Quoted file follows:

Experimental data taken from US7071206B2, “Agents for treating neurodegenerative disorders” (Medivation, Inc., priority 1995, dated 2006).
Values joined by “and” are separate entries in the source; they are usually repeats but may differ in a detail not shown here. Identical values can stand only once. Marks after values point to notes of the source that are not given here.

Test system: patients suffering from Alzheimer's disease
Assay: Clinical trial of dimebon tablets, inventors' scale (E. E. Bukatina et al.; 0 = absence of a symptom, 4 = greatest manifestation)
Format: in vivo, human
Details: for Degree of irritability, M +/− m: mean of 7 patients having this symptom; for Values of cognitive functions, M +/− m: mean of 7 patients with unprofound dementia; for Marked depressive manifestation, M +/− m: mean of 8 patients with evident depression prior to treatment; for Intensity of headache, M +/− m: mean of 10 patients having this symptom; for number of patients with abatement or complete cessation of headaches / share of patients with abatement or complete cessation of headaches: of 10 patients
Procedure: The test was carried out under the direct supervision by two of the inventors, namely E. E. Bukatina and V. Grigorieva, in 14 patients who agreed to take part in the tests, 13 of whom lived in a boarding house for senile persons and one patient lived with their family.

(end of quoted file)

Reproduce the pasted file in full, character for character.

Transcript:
Experimental data taken from US7071206B2, “Agents for treating neurodegenerative disorders” (Medivation, Inc., priority 1995, dated 2006).
Values joined by “and” are separate entries in the source; they are usually repeats but may differ in a detail not shown here. Identical values can stand only once. Marks after values point to notes of the source that are not given here.

Test system: patients suffering from Alzheimer's disease
Assay: Clinical trial of dimebon tablets, inventors' scale (E. E. Bukatina et al.; 0 = absence of a symptom, 4 = greatest manifestation)
Format: in vivo, human
Details: for Degree of irritability, M +/− m: mean of 7 patients having this symptom; for Values of cognitive functions, M +/− m: mean of 7 patients with unprofound dementia; for Marked depressive manifestation, M +/− m: mean of 8 patients with evident depression prior to treatment; for Intensity of headache, M +/− m: mean of 10 patients having this symptom; for number of patients with abatement or complete cessation of headaches / share of patients with abatement or complete cessation of headaches: of 10 patients
Procedure: The test was carried out under the direct supervision by two of the inventors, namely E. E. Bukatina and V. Grigorieva, in 14 patients who agreed to take part in the tests, 13 of whom lived in a boarding house for senile persons and one patient lived with their family.